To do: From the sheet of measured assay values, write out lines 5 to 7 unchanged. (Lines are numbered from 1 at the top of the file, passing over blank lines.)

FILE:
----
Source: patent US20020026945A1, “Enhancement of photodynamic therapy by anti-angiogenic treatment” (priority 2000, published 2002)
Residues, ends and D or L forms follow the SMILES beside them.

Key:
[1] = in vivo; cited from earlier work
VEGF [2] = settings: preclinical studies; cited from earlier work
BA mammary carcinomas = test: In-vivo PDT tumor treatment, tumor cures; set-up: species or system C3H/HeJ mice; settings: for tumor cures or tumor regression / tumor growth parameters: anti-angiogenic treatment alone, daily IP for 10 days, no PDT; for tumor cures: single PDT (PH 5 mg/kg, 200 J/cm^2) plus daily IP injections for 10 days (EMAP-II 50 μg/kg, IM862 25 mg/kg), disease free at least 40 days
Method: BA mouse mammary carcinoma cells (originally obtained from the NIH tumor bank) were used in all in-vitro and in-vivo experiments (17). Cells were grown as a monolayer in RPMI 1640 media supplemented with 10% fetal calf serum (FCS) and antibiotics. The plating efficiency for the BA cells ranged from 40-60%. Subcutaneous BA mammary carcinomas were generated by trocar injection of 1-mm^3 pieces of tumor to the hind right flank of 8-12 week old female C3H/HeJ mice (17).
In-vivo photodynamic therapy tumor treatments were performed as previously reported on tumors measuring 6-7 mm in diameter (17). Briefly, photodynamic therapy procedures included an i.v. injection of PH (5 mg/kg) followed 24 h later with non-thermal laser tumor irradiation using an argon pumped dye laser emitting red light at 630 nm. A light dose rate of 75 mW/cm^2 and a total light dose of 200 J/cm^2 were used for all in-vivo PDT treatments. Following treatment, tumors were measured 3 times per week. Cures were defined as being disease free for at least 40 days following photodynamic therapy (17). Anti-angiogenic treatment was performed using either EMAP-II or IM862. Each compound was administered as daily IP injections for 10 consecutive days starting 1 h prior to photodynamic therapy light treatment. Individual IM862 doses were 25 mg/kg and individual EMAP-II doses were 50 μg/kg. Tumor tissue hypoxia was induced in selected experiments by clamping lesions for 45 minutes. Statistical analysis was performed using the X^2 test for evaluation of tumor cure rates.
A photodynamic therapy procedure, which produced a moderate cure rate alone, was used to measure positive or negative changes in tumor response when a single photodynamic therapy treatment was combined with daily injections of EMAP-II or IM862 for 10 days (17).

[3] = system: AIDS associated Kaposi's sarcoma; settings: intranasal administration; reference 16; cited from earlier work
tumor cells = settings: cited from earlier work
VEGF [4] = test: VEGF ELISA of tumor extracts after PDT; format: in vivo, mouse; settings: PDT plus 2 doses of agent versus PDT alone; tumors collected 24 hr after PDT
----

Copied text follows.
VEGF [2] = settings: preclinical studies; cited from earlier work
BA mammary carcinomas = test: In-vivo PDT tumor treatment, tumor cures; set-up: species or system C3H/HeJ mice; settings: for tumor cures or tumor regression / tumor growth parameters: anti-angiogenic treatment alone, daily IP for 10 days, no PDT; for tumor cures: single PDT (PH 5 mg/kg, 200 J/cm^2) plus daily IP injections for 10 days (EMAP-II 50 μg/kg, IM862 25 mg/kg), disease free at least 40 days
Method: BA mouse mammary carcinoma cells (originally obtained from the NIH tumor bank) were used in all in-vitro and in-vivo experiments (17). Cells were grown as a monolayer in RPMI 1640 media supplemented with 10% fetal calf serum (FCS) and antibiotics. The plating efficiency for the BA cells ranged from 40-60%. Subcutaneous BA mammary carcinomas were generated by trocar injection of 1-mm^3 pieces of tumor to the hind right flank of 8-12 week old female C3H/HeJ mice (17).